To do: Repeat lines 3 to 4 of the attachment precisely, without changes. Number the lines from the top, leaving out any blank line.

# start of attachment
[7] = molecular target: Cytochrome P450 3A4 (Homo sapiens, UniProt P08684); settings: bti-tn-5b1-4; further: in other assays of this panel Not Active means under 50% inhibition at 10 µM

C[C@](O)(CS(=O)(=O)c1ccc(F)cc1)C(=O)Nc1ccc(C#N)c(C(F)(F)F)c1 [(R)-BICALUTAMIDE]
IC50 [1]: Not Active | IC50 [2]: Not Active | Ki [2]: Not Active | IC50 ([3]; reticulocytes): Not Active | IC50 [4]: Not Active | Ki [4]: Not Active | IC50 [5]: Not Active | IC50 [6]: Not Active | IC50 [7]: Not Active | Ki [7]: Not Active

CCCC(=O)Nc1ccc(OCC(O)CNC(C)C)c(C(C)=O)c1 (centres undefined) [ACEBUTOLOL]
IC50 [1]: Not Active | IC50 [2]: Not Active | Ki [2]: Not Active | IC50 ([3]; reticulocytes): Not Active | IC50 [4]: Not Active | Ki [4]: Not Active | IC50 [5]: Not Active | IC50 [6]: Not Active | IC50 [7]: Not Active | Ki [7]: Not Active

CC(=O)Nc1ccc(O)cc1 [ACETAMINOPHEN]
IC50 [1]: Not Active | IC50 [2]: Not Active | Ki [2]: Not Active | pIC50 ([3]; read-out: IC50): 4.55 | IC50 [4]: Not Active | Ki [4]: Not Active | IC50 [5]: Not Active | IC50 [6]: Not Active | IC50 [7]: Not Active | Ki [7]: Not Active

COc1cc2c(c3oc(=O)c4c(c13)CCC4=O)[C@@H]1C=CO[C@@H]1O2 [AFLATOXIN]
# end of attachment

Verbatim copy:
IC50 [1]: Not Active | IC50 [2]: Not Active | Ki [2]: Not Active | IC50 ([3]; reticulocytes): Not Active | IC50 [4]: Not Active | Ki [4]: Not Active | IC50 [5]: Not Active | IC50 [6]: Not Active | IC50 [7]: Not Active | Ki [7]: Not Active

CCCC(=O)Nc1ccc(OCC(O)CNC(C)C)c(C(C)=O)c1 (centres undefined) [ACEBUTOLOL]